Carol is actively involved in helping to design national standards and guidance for the Local Authority sector and testing of emerging guidance and policy in the practical environment of a local authority through focus groups and working with the Scottish Local Authority Information Security Group. As a previous chair of the Group, she promoted the expertise that can be found in the local authority information and cyber security community.
Carols proudest achievement is convincing Renfrewshire Council to fund and support a key cyber aware program in the community. The program aims to raise awareness and understanding of online safety and cyber crime for residents, local businesses and charities across the region. Her dream is that by making people more informed about cyber crime, they will make better decisions before clicking on a link or giving out personal information.
Peter Ferry, CEO, SICCAR, and Honorary Consul of Estonia
Peter co-founded Microsoft Scotland and spent much of the dot com boom working in the large financial services institutions of Scotland, consulting on leading-edge web, infrastructure and security projects. Peter’s corporate career continued, ultimately leading Microsoft’s Cloud and Partner programs and building the Microsoft Technology Centre to demonstrate the business impact of disruptive tech. He served on the board of ScotlandIS from 2013 to 2015, is on the Westminster All Party Parliamentary Group (APPG) on Blockchain and was primary author of “Scottish Government’s Digital Strategy: Distributed Ledger Technologies in Public Services”. Peter also was appointed the Honorary Consul for Estonia – a world-leader in digital government.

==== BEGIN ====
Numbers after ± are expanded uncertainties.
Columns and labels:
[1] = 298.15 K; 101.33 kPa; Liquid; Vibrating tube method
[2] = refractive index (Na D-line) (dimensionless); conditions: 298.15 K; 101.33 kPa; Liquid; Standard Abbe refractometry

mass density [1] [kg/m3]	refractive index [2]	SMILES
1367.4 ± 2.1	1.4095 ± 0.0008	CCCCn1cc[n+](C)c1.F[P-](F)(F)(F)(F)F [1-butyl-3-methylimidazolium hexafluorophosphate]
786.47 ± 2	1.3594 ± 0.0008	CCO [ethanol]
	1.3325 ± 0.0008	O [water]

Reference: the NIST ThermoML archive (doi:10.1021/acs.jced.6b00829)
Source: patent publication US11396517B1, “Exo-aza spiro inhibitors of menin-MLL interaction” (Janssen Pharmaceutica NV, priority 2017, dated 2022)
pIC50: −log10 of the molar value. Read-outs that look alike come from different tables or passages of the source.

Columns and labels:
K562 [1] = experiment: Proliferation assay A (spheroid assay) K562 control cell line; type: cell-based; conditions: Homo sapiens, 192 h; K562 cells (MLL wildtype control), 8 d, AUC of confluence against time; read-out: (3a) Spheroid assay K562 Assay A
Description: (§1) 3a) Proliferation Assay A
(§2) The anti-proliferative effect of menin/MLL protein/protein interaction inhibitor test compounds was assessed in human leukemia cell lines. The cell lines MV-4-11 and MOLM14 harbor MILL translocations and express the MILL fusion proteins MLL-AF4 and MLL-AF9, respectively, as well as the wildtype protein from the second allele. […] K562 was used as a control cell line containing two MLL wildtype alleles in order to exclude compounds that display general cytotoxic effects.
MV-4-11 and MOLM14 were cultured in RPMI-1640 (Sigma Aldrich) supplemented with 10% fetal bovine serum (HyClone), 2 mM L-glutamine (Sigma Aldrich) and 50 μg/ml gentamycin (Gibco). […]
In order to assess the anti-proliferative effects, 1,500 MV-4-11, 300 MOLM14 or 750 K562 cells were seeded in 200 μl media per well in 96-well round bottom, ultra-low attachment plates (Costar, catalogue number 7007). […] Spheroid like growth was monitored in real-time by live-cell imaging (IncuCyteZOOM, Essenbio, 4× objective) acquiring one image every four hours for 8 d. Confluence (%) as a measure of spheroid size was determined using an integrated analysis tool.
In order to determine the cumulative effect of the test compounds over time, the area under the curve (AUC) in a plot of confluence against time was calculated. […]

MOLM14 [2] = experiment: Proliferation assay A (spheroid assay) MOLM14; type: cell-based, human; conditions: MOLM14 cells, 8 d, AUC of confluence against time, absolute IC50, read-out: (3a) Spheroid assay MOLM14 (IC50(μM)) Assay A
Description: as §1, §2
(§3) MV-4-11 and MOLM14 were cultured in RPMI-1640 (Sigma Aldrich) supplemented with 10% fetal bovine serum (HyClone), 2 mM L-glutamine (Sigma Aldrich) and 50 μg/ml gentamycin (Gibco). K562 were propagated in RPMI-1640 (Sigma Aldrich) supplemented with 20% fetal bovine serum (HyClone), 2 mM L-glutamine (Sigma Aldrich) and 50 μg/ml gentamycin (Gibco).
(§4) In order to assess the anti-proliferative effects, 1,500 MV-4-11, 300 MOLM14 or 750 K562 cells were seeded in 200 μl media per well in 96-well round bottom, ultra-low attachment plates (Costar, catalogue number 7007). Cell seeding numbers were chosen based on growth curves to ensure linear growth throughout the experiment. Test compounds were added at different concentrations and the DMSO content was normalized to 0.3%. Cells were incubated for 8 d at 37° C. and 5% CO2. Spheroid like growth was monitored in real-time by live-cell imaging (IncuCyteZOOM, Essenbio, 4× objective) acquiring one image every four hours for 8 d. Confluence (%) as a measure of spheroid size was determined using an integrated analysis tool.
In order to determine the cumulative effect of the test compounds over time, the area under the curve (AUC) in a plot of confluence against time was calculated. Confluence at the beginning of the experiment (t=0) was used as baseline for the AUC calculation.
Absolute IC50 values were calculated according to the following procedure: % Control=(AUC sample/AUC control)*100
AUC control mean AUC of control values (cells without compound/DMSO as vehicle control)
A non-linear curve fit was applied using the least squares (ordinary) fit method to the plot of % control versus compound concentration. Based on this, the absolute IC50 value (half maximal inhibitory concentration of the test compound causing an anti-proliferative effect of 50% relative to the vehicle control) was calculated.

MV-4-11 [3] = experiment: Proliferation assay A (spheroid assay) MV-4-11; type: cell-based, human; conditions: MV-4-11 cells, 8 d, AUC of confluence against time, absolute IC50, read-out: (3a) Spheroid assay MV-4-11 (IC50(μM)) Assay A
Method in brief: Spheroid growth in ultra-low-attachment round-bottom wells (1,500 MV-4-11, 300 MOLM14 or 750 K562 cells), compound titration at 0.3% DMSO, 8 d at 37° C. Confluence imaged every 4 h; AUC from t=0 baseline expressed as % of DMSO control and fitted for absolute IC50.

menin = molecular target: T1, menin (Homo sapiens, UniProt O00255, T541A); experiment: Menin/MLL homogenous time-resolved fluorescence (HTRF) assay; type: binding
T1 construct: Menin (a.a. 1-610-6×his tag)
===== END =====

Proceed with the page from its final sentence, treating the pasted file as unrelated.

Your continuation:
Faith la Grange, Director, Local & Regional Government, Microsoft
Faith joined Microsoft in October 2018, and leads the Local & Regional Government team at Microsoft UK, supporting local government and Housing customers in England, and all devolved government customers in Scotland and Wales. The team’s goal is to help Local & Regional Government organisations harness the benefits of technology and digital transformation to improve services to citizens – from waste management to social care, from housing to community safety.
Prior to this, Faith worked for infrastructure services and solutions provider Computacenter, and has over 20 years experience in working with Public Sector organisations in the technology sector.
Faith is passionate about diversity & inclusion in all its forms and is the Public Sector D&I lead for Microsoft in the UK.
Faith lives near Edinburgh with her husband and 4 children.
Robert Clubb, Independent Consultant, previously Chief Security Officer at Improvement Service
Robert has worked in a variety of senior IT roles within the public sector for more than 30 years. He held a variety of business and technical roles at South Lanarkshire Council before moving to the Improvement Service in 2006 where he was instrumental in setting up a shared services infrastructure for local government with Glasgow City Council, South Lanarkshire Council, ComputaCenter and Sopra to support the new citizen account system.
He has been an evangelist for privacy-respecting digital identity for many years and sits on the Scottish Government’s Digital Identity Expert Group.
He is CISSP-qualified and recently took early retirement as Chief Security Officer at the Improvement Service, having just led the company’s efforts to gain ISO27001 certification.